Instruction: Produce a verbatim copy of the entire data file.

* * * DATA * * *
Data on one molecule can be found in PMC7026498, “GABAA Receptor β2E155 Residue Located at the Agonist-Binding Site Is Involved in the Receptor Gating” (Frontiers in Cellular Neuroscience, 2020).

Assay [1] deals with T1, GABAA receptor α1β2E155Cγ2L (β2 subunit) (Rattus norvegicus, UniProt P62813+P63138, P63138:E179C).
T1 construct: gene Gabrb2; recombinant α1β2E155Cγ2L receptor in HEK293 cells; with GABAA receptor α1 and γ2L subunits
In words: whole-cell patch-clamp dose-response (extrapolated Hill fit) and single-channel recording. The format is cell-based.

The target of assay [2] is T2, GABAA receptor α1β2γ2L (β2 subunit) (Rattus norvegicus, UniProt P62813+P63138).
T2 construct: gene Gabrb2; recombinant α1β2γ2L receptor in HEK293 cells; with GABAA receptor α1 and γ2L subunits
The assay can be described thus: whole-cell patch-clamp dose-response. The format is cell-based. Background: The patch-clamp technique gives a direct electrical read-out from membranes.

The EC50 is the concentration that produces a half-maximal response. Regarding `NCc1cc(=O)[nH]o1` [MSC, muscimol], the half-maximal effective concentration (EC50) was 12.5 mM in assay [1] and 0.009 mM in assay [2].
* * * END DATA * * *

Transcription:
Data on one molecule can be found in PMC7026498, “GABAA Receptor β2E155 Residue Located at the Agonist-Binding Site Is Involved in the Receptor Gating” (Frontiers in Cellular Neuroscience, 2020).

Assay [1] deals with T1, GABAA receptor α1β2E155Cγ2L (β2 subunit) (Rattus norvegicus, UniProt P62813+P63138, P63138:E179C).
T1 construct: gene Gabrb2; recombinant α1β2E155Cγ2L receptor in HEK293 cells; with GABAA receptor α1 and γ2L subunits
In words: whole-cell patch-clamp dose-response (extrapolated Hill fit) and single-channel recording. The format is cell-based.

The target of assay [2] is T2, GABAA receptor α1β2γ2L (β2 subunit) (Rattus norvegicus, UniProt P62813+P63138).
T2 construct: gene Gabrb2; recombinant α1β2γ2L receptor in HEK293 cells; with GABAA receptor α1 and γ2L subunits
The assay can be described thus: whole-cell patch-clamp dose-response. The format is cell-based. Background: The patch-clamp technique gives a direct electrical read-out from membranes.

The EC50 is the concentration that produces a half-maximal response. Regarding `NCc1cc(=O)[nH]o1` [MSC, muscimol], the half-maximal effective concentration (EC50) was 12.5 mM in assay [1] and 0.009 mM in assay [2].